Donald Trump Selects Two More Secretaries and US Envoy to China

Donald Trump names next Cabinet secretaries including homeland security, environment chiefs and US envoy to China.

US President-elect Donald Trump on Wednesday picked the secretaries of Department of Homeland Security, Environmental Protection Agency and US ambassador to China.

This happens as Trump continues to build his Cabinet secretaries as he prepares to take office on January 20, replacing outgoing President Barack Obama.

His top environmental official is a fossil fuel industry defender, while another retired general would be the next homeland security chief and Iowa’s governor would be the US ambassador to China.


In his announcement, Trump said 48-year-old Oklahoma Attorney General Scott Pruitt would be nominated to head the Environmental Protection Agency.

As part of his background, Pruitt sued the EPA in a bid to undo a key regulation under Obama’s administration that would curb greenhouse gas emissions blamed for climate change, mainly from coal-fired power plants.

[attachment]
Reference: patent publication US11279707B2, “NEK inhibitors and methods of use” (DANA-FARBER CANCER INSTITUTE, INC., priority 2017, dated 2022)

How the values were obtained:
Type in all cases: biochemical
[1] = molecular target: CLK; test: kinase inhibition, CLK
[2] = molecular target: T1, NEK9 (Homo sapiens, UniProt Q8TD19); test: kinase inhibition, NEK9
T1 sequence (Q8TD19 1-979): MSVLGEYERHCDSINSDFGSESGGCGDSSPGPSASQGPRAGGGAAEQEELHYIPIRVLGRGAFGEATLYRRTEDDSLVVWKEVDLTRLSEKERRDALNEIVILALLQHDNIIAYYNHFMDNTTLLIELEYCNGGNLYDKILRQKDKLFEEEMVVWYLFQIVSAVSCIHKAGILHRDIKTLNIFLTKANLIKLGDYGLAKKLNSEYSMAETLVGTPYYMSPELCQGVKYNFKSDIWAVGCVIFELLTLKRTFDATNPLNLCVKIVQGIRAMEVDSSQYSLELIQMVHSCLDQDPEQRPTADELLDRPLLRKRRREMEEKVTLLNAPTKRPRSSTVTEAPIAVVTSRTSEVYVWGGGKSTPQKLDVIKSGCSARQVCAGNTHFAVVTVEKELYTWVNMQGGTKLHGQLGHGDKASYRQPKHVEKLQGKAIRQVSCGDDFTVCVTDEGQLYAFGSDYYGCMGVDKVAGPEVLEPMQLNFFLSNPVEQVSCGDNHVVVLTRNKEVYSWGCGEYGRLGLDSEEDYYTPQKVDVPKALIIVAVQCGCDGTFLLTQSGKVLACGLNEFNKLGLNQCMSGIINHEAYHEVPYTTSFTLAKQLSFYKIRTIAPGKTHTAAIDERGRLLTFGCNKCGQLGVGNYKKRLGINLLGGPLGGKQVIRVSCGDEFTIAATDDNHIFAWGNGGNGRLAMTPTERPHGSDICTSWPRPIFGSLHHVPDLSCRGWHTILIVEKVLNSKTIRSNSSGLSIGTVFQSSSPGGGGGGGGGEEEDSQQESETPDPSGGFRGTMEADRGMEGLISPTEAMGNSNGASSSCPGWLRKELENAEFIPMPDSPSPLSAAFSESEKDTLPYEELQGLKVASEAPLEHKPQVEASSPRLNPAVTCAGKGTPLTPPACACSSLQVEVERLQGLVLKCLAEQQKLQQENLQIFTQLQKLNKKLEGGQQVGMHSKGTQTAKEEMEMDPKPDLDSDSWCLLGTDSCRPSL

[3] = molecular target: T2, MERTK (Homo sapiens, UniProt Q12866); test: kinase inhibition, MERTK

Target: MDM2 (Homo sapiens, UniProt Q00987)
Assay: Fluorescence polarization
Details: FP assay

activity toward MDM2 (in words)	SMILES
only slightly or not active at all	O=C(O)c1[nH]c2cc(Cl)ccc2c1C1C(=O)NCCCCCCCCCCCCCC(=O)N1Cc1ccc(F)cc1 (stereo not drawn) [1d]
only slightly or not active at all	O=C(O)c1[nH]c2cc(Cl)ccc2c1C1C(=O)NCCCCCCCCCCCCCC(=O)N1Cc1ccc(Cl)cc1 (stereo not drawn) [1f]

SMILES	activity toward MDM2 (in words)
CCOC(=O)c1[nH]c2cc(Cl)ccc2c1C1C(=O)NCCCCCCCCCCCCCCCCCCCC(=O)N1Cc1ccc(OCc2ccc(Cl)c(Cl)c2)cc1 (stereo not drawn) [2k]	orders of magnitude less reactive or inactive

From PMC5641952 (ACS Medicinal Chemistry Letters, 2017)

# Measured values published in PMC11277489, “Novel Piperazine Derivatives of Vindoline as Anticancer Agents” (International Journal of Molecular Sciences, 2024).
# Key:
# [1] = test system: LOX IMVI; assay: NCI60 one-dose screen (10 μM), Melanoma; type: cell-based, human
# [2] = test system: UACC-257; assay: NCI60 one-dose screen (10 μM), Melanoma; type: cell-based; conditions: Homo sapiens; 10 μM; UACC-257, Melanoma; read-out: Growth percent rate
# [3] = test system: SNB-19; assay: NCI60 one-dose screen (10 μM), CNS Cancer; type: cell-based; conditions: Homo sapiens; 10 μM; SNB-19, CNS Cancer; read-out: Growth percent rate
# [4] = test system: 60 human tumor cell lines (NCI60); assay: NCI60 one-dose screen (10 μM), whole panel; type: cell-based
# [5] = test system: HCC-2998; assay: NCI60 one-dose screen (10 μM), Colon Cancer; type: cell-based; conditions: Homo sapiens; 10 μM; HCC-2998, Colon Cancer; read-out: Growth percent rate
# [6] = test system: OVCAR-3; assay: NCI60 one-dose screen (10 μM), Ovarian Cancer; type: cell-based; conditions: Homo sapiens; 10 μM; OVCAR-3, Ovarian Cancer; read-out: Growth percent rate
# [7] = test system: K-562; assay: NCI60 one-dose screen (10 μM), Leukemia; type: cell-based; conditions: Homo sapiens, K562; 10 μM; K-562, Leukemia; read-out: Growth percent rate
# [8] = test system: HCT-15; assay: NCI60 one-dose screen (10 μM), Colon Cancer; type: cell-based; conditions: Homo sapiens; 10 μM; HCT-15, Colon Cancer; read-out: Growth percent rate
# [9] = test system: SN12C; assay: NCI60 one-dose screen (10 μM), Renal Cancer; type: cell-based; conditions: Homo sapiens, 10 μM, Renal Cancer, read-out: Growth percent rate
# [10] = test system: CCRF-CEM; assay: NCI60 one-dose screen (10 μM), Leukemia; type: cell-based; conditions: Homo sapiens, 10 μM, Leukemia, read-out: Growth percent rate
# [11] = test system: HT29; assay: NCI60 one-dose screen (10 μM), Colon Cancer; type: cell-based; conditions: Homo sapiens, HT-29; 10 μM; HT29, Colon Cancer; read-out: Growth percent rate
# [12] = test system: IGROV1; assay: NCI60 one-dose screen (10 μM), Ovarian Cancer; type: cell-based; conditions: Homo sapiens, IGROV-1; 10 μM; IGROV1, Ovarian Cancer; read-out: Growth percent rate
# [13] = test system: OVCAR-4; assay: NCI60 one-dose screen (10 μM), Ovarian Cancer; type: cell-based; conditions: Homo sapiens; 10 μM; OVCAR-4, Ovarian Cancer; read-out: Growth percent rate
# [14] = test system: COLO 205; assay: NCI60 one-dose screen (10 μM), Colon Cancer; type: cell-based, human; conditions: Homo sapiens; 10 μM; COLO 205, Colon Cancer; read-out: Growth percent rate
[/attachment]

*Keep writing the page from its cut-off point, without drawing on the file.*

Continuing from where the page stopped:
On the other hand, Trump chose the 66-year-old and retired Marine Corps General John Kelly as secretary of the Department of Homeland Security. The said department is responsible for controlling immigration. Kelly is the third retired general named by Trump to a senior administration post. In 2015, Kelly told Congress that a lack of security on the US-Mexican border posed a threat to the United States.

Added on the list is the statement of the transition team of Trump saying Republican Iowa Governor Terry Branstad, 70-year-old, was picked as US ambassador to China. Branstad has boasted of close ties to Beijing’s leaders.

Trump’s transition officials said Linda McMahon, 68, former CEO of professional wrestling company WWE and wife of wrestling kingpin Vince McMahon, was Trump’s choice to head the Small Business Administration.

The said high posts require US Senate confirmation.

Selecting Pruitt was announced by the newly elected president despite a softer tone Trump has struck on environmental regulation since his Nov. 8 election.

To recall, he has stepped back from casting climate change as a hoax, signaled he might be willing to allow the United States to continue participating in the Paris climate change deal which aimed at lowering world carbon emissions, and met with former Vice President Al Gore, a leading environmental voice.

Leave a Comment